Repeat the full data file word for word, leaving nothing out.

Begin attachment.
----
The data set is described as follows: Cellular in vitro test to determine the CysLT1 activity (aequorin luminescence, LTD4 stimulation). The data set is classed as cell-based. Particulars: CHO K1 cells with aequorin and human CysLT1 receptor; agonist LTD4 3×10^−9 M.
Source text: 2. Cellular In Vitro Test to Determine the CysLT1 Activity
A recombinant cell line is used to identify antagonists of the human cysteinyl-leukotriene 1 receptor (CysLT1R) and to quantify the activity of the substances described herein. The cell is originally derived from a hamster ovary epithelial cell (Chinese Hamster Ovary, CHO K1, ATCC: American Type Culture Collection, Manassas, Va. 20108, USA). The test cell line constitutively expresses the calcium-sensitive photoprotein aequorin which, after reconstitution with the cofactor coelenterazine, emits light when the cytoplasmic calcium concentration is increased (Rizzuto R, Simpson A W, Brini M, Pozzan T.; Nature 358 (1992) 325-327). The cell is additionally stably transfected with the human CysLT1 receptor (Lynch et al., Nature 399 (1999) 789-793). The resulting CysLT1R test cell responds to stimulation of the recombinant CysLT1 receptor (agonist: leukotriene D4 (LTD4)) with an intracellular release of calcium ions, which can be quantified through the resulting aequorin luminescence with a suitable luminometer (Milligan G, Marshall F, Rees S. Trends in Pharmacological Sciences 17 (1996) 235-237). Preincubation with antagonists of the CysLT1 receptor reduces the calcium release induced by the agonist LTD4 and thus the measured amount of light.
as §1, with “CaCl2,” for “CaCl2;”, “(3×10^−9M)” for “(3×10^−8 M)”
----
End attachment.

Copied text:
The data set is described as follows: Cellular in vitro test to determine the CysLT1 activity (aequorin luminescence, LTD4 stimulation). The data set is classed as cell-based. Particulars: CHO K1 cells with aequorin and human CysLT1 receptor; agonist LTD4 3×10^−9 M.
Source text: 2. Cellular In Vitro Test to Determine the CysLT1 Activity
A recombinant cell line is used to identify antagonists of the human cysteinyl-leukotriene 1 receptor (CysLT1R) and to quantify the activity of the substances described herein. The cell is originally derived from a hamster ovary epithelial cell (Chinese Hamster Ovary, CHO K1, ATCC: American Type Culture Collection, Manassas, Va. 20108, USA). The test cell line constitutively expresses the calcium-sensitive photoprotein aequorin which, after reconstitution with the cofactor coelenterazine, emits light when the cytoplasmic calcium concentration is increased (Rizzuto R, Simpson A W, Brini M, Pozzan T.; Nature 358 (1992) 325-327). The cell is additionally stably transfected with the human CysLT1 receptor (Lynch et al., Nature 399 (1999) 789-793). The resulting CysLT1R test cell responds to stimulation of the recombinant CysLT1 receptor (agonist: leukotriene D4 (LTD4)) with an intracellular release of calcium ions, which can be quantified through the resulting aequorin luminescence with a suitable luminometer (Milligan G, Marshall F, Rees S. Trends in Pharmacological Sciences 17 (1996) 235-237). Preincubation with antagonists of the CysLT1 receptor reduces the calcium release induced by the agonist LTD4 and thus the measured amount of light.
as §1, with “CaCl2,” for “CaCl2;”, “(3×10^−9M)” for “(3×10^−8 M)”